Appellant also relies on Kinney v. Ohio Dept. of Admin. Services (Aug. 30, 1988), Franklin App. No. 88AP-27, unreported, 1988 WL 92433. However, this court specifically declined to recognize a separate tort of negligent infliction of emotional distress in an employment situation, stating:
"* * * If the infliction of serious emotional distress is to be recognized herein, there must be proof of the independent tort of intentional infliction of serious emotional distress." (Emphasis added.)
While appellant argues that public policy requires the court to recognize a claim for negligent infliction of emotional distress in the workplace as part of an employer's duty to provide a safe working environment, absent a clear expression of intent from the Ohio Supreme Court, we decline to expand the application of this tort to include actions arising out of an employment situation. Since there are no genuine issues as to any material fact and appellee was entitled to judgment as a matter of law, the trial court properly granted appellee's motion for summary judgment pursuant to Civ.R. 56(C).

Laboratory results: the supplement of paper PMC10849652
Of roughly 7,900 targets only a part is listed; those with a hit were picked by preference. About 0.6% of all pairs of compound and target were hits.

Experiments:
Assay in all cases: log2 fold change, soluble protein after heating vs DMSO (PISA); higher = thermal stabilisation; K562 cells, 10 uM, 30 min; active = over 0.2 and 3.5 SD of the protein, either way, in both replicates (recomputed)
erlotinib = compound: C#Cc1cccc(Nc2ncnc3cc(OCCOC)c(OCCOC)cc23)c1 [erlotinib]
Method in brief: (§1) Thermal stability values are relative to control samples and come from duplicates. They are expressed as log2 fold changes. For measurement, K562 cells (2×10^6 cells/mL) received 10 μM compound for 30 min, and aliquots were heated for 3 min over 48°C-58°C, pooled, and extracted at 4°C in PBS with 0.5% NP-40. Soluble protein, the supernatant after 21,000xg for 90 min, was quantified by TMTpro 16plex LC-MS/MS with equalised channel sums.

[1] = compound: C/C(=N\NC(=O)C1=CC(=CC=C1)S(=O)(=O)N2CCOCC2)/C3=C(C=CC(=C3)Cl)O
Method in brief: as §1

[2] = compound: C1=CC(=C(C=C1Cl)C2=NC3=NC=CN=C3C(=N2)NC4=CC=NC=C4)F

Accordingly, appellant's single assignment of error is overruled and the judgment of the Ohio Court of Claims is affirmed.
REILLY, P.J., and AMMER, J., concur.
WILLIAM AMMER, J., of the Pickaway County Court of Common Pleas, sitting by assignment.